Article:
evidence of a legal bar to the sale of the agreement; or
an estimate from a knowledgeable source, showing that the CMV of the agreement is less than its outstanding principal balance.
Refer to the rules for obtaining evidence in SI 00601.100 if the individual takes longer than 30 days to submit such evidence.
NOTE: Knowledgeable sources include anyone in the business of making such estimates (e.g., banks or other financial institutions, private investors, real estate brokers, etc.). The estimate must show the name, title, and address of the source.
4. Document the file
Document the agreement and your determination on the MSSICS Promissory Note, Loan, or Property Agreement (RNOT) page. Record the information from the written agreement and any evidence provided by the knowledgeable source on the EVID screen. If the claims representative contacted the knowledgeable source by telephone, record this on the DROC screen or a Report of Contact.
E. Examples - cases
1. Contract for sale
Situation: Mr. Dottle, an SSI applicant, sold a parcel of land to a neighbor for $3,000 plus interest. Mr. Dottle received a $1,500 cash down payment. The real estate contract specifies that the remaining $1,500 will be repaid at 5% interest over the next 2 years.
Analysis: The farmland is no longer Mr. Dottle's resource even though it is still his property. Because he is bound by an agreement to sell that land, he cannot transfer title to anyone else. Mr. Dottle has converted his ownership interest in the land into a real estate contract. The CR determines that there is no legal restriction against converting the contract into cash, so it is Mr. Dottle’s resource. The initial value of the contract is the $1,500 outstanding principal balance. Counting the $1,500 principal balance as a resource, Mr. Dottle is still under the $2,000 resource limit. Because this contract is a resource, the principal portion of the monthly payment he receives is not income, but the interest portion is unearned income. To determine the amount of the principal and interest portions, the CR obtains an amortization schedule with $1,500 as the amount of the contract, 5% interest rate, and a 24 month payment period.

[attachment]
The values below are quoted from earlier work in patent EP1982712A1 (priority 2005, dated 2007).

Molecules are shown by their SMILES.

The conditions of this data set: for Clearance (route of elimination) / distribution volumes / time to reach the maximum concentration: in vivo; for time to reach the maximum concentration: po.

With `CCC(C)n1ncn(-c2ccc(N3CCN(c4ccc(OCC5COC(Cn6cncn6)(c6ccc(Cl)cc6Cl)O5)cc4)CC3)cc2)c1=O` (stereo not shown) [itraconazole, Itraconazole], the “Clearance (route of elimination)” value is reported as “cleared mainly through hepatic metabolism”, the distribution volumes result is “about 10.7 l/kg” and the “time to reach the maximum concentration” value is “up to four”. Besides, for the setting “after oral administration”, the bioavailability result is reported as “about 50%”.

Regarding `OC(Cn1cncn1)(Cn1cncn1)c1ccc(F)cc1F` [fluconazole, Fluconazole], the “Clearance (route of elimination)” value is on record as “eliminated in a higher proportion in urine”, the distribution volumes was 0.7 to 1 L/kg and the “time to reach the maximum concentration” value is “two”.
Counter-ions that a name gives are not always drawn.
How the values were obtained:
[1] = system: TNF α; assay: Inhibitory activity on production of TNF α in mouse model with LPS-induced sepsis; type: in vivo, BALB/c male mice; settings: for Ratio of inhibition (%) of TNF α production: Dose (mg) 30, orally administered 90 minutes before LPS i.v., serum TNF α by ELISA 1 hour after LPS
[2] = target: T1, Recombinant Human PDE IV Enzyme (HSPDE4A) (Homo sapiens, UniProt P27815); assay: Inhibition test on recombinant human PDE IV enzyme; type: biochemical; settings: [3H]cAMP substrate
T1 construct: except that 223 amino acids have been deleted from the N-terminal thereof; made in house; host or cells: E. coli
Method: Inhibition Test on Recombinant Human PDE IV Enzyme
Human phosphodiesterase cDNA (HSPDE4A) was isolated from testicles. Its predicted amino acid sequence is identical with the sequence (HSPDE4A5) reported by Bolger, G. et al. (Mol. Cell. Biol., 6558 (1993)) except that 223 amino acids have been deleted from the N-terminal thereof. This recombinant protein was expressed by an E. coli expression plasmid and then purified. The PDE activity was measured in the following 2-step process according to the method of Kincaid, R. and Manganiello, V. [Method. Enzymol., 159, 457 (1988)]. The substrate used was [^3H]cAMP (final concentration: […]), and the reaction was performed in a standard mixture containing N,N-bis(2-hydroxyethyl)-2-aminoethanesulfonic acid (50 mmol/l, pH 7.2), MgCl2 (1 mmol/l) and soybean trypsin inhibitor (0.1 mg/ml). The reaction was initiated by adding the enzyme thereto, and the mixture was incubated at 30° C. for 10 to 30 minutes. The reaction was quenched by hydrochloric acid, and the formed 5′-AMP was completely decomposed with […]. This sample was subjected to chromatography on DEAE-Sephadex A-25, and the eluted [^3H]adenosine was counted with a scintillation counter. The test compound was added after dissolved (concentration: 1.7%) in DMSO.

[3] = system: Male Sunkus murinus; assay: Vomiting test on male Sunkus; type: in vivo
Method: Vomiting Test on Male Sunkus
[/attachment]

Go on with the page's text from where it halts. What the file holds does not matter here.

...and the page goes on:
2. Installment sale contract
Situation: Henry Little, an SSI claimant, recently moved out of his home to live in a rented apartment. He has just entered into an installment sale contract on his former home with Thomas Higgins, an SSI beneficiary. Mr. Higgins made a $6,000 down payment on the house using retroactive SSI benefits, and immediately moved into his new home in which he already has an equitable ownership interest, even though he does not yet have title. The outstanding principal balance on the installment sale agreement is $28,000.
Analysis: Resource determinations must be made for both men. Although Mr. Little still has title to the house, he cannot sell it. Its value as a resource to Mr. Little is in the value of the installment contract. The installment sale contract (which the CR determines has no legal restrictions against its sale) is Mr. Little's resource in the amount of the outstanding principal balance ($28,000) unless he presents convincing evidence that its CMV is a lower amount. The installment sale contract has no bearing on Mr. Higgins' eligibility, as either income or resources. His ownership interest in the house he is buying is an excluded resource since it is his principal place of residence.
3. Reverse mortgage
Situation: Eleanor Jones, an eligible individual who owns her home, enters into a mortgage contract with a local bank. Under this contract, the bank provides her with monthly payments which do not have to be repaid as long as she lives in the home. These payments are actually a loan against her equity in the home and must be repaid when she dies, sells the home, or moves.
Analysis: Since Ms. Jones is the borrower, the mortgage contract itself is not a resource to her. Since she lives in the home, it continues to be excluded from resource counting. The payments she receives from the reverse mortgage are loan proceeds so they are not counted as income.